Governor Parson: Planned Parenthood must comply with Missouri probe of St. Louis clinic
The legal fight over a new state license for Missouri’s sole provider of abortions is likely to continue deep into the fall.
Attorneys for Planned Parenthood of St. Louis and the Missouri Department of Health and Senior Services (DHSS) asked a state administrative hearing commissioner Tuesday to postpone a scheduled Aug. 1 hearing on the state’s decision to deny a new license to the clinic. Attorneys said they would not have enough time to prepare.
The commissioner, Sreenivasa Rao Dandamudi, re-set the hearing for Oct. 28. The clinic will be able to offer abortion services while the case is pending because of a stay ordered by Dandamudi last week.
The new hearing date is the latest turn in what is shaping up as a long and winding legal dispute.
Planned Parenthood sued DHSS in St. Louis City Circuit Court in May, just days before the agency allowed its license to expire without making a decision on renewal. Judge Michael Stelzer said the case should be taken to the Administrative Hearing Commission (AHC) which hears disputes between state agencies and individuals or businesses. He ordered DHSS to formally approve or deny the license, allowing the clinic to appeal to AHC.
The agency denied Planned Parenthood the new license June 21. Stelzer dismissed Planned Parenthood’s claims and the organization filed its appeal at the AHC last week.
AHC hearings work similar to court trials, though the commission is a part of the executive branch. Commissioners are appointed by the governor for six-year terms and their decisions are subject to judicial review.
Leading up to the hearing, however, both sides could find themselves in circuit court once again to enforce subpoenas for depositions.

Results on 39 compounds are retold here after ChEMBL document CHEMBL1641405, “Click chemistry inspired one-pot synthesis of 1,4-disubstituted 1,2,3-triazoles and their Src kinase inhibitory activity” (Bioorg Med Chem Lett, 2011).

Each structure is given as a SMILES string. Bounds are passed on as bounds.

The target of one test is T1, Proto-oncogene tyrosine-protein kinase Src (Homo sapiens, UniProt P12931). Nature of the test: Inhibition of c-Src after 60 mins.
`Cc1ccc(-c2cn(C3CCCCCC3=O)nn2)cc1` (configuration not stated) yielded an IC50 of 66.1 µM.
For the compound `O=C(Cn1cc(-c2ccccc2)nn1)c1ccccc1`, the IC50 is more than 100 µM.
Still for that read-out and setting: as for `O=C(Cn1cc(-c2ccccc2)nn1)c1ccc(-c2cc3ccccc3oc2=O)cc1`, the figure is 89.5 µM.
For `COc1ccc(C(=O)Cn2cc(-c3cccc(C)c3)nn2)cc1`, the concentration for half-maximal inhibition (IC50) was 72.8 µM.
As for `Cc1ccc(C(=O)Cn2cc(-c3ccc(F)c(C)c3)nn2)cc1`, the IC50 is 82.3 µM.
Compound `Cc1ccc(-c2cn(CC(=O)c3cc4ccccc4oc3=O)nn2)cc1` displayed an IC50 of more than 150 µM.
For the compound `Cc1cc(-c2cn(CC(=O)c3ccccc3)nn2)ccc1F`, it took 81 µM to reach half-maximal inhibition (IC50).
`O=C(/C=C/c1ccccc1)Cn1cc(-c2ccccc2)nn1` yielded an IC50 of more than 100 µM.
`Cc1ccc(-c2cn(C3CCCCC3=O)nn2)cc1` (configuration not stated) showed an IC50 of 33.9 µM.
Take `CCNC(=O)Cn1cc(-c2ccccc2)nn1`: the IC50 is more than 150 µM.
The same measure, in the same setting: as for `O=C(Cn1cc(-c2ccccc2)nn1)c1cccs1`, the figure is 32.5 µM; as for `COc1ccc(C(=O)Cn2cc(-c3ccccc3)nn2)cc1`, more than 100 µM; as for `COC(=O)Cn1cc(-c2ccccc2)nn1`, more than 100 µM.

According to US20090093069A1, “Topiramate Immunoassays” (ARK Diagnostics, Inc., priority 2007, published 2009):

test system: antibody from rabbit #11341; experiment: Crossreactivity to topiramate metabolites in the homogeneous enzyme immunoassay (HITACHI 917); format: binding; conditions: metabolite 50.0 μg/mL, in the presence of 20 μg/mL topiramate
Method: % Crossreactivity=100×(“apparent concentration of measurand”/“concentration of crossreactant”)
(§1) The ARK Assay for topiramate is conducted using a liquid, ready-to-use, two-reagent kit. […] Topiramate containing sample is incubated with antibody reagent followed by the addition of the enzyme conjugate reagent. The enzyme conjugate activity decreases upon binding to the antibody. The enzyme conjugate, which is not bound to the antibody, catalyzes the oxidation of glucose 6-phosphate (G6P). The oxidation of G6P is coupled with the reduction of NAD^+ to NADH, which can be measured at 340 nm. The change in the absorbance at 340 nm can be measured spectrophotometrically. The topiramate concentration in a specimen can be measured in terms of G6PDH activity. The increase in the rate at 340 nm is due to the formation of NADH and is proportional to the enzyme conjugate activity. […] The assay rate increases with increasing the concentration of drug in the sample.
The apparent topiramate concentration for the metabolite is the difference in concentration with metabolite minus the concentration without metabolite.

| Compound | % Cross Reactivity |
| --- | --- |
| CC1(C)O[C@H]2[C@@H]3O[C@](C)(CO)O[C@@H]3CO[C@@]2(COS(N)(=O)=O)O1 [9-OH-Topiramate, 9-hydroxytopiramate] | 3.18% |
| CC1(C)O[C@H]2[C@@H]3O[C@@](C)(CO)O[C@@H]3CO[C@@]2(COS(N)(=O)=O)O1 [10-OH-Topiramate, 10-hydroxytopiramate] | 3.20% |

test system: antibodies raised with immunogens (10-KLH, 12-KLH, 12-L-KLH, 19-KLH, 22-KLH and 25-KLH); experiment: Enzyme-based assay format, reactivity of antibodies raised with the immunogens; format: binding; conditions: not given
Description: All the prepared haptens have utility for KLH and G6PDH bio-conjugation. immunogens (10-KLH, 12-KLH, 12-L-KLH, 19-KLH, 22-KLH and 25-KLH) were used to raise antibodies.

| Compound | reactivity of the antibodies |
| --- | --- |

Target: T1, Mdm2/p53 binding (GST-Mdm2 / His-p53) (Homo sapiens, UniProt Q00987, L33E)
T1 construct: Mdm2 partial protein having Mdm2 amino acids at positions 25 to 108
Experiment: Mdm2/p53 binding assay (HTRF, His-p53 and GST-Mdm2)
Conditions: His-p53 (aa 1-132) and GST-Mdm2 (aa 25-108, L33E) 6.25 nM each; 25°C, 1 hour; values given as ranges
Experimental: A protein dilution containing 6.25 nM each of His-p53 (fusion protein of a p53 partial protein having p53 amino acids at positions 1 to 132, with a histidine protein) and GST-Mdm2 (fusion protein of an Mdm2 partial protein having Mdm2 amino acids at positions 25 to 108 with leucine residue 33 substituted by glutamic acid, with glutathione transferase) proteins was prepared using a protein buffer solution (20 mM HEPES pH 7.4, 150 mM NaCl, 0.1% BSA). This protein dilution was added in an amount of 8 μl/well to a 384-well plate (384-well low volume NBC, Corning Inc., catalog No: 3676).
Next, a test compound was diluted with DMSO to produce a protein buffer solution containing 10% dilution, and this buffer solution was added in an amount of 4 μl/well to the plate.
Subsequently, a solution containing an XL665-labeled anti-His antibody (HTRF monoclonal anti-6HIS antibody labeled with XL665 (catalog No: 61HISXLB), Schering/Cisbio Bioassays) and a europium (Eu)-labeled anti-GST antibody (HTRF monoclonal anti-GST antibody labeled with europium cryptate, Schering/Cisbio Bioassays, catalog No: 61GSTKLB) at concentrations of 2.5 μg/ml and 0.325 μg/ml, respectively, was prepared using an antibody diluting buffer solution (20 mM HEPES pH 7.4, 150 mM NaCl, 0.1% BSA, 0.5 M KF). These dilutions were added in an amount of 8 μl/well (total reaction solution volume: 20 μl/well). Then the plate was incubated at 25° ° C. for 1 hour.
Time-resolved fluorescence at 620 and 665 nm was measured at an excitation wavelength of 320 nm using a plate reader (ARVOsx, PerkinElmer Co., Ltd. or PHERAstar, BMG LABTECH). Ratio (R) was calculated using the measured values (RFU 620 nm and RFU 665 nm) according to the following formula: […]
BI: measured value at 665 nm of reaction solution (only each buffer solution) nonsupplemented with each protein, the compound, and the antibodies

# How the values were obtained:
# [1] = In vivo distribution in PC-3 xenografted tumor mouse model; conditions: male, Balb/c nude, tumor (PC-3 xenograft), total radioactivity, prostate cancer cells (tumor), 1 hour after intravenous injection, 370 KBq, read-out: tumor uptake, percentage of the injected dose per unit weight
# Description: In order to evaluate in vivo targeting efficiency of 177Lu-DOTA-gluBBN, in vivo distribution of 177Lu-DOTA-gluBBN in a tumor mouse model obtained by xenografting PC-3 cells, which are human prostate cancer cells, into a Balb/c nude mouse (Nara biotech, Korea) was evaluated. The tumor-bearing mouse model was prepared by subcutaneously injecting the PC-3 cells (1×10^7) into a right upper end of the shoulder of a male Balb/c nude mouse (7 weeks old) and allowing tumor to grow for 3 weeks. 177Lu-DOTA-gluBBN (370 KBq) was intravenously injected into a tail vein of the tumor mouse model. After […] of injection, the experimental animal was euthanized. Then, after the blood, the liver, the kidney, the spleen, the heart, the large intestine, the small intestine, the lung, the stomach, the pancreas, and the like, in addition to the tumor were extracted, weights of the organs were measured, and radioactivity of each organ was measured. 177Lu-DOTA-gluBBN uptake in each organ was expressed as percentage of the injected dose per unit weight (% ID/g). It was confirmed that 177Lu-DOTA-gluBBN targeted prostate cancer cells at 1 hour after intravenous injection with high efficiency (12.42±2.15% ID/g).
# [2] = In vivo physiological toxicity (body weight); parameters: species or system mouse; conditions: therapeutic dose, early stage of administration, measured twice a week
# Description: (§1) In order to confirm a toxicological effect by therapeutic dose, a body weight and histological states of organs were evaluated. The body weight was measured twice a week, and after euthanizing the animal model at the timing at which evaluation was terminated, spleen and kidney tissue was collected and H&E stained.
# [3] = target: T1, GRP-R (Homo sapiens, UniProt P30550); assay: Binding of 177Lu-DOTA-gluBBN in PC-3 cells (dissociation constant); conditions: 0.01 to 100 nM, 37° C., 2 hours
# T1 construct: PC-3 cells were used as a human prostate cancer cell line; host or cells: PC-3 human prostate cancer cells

After opening an investigation into patient care spurred by failed abortions, DHSS attempted to interview physicians who provided care at the clinic. Two, employed by Planned Parenthood, were interviewed by the agency but the other five have refused. Planned Parenthood has argued that it cannot compel the five physicians, who worked at the clinic through teaching hospitals and medical schools, to submit to interviews as they are not employees.
DHSS said their refusal to be interviewed was one of the major factors in denying the clinic a new license.
In a conference call with attorneys Tuesday, Dandamudi said the AHC had no power to enforce subpoenas before the hearing. Missouri Solicitor General John Sauer, representing DHSS, said he and Planned Parenthood attorney Chuck Hatfield planned to go to court if any witness resisted a subpoena.
“Mr. Hatfield and I have discussed getting that process started early enough to allow review in the circuit court,” Sauer said.
In an interview, Hatfield said Sauer told him he planned to subpoena four of the physicians for depositions. An attempt by Sauer to subpoena the same physicians while in St. Louis Circuit Court was quashed by Stelzer, who said their testimony was not relevant to the matter before him.
Dandamudi said he would set aside five days for the hearing.
The hearing date now falls after a new law banning abortions after 8 weeks of pregnancy would go into effect on Aug. 28.
Planned Parenthood clinic in St. Louis already doesn’t offer the most commonly used technique -- medication abortions -- in the first trimester because it finds a rule issued by DHSS to perform a pelvic exam before the procedure to be “unethical” and unnecessarily invasive. Instead, it directs most of its Missouri patients to a Planned Parenthood clinic across the border in Illinois.
The law is expected to be challenged in court and the American Civil Liberties Union is pursuing a referendum that would have Missourians vote to approve or reverse the law in 2020. The ACLU’s application for a referendum was thrown out by the Secretary of State Jay Ashcroft, and an appeal of Ashcroft’s decision is being litigated in the Missouri Western District Court of Appeals.